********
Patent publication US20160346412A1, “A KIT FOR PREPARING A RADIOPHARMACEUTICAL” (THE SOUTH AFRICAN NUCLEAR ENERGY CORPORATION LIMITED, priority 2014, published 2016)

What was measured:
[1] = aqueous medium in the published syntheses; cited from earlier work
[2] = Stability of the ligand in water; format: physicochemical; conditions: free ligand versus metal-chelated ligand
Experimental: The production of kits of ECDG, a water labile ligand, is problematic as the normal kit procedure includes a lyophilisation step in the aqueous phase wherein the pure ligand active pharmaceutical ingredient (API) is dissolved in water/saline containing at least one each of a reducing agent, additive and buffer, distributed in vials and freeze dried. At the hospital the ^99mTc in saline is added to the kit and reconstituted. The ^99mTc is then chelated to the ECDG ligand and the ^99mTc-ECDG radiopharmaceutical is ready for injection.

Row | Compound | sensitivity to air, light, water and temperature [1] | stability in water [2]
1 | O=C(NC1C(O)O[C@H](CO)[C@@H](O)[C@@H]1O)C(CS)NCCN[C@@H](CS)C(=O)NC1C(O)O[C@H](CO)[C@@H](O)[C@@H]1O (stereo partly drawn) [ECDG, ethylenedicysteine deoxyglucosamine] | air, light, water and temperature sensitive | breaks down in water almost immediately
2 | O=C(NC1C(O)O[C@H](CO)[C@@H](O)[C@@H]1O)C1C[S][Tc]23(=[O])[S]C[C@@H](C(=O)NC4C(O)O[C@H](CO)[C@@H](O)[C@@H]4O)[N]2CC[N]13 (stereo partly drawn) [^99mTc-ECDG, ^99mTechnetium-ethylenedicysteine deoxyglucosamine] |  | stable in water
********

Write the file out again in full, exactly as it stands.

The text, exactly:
Patent publication US20160346412A1, “A KIT FOR PREPARING A RADIOPHARMACEUTICAL” (THE SOUTH AFRICAN NUCLEAR ENERGY CORPORATION LIMITED, priority 2014, published 2016)

What was measured:
[1] = aqueous medium in the published syntheses; cited from earlier work
[2] = Stability of the ligand in water; format: physicochemical; conditions: free ligand versus metal-chelated ligand
Experimental: The production of kits of ECDG, a water labile ligand, is problematic as the normal kit procedure includes a lyophilisation step in the aqueous phase wherein the pure ligand active pharmaceutical ingredient (API) is dissolved in water/saline containing at least one each of a reducing agent, additive and buffer, distributed in vials and freeze dried. At the hospital the ^99mTc in saline is added to the kit and reconstituted. The ^99mTc is then chelated to the ECDG ligand and the ^99mTc-ECDG radiopharmaceutical is ready for injection.

Row | Compound | sensitivity to air, light, water and temperature [1] | stability in water [2]
1 | O=C(NC1C(O)O[C@H](CO)[C@@H](O)[C@@H]1O)C(CS)NCCN[C@@H](CS)C(=O)NC1C(O)O[C@H](CO)[C@@H](O)[C@@H]1O (stereo partly drawn) [ECDG, ethylenedicysteine deoxyglucosamine] | air, light, water and temperature sensitive | breaks down in water almost immediately
2 | O=C(NC1C(O)O[C@H](CO)[C@@H](O)[C@@H]1O)C1C[S][Tc]23(=[O])[S]C[C@@H](C(=O)NC4C(O)O[C@H](CO)[C@@H](O)[C@@H]4O)[N]2CC[N]13 (stereo partly drawn) [^99mTc-ECDG, ^99mTechnetium-ethylenedicysteine deoxyglucosamine] |  | stable in water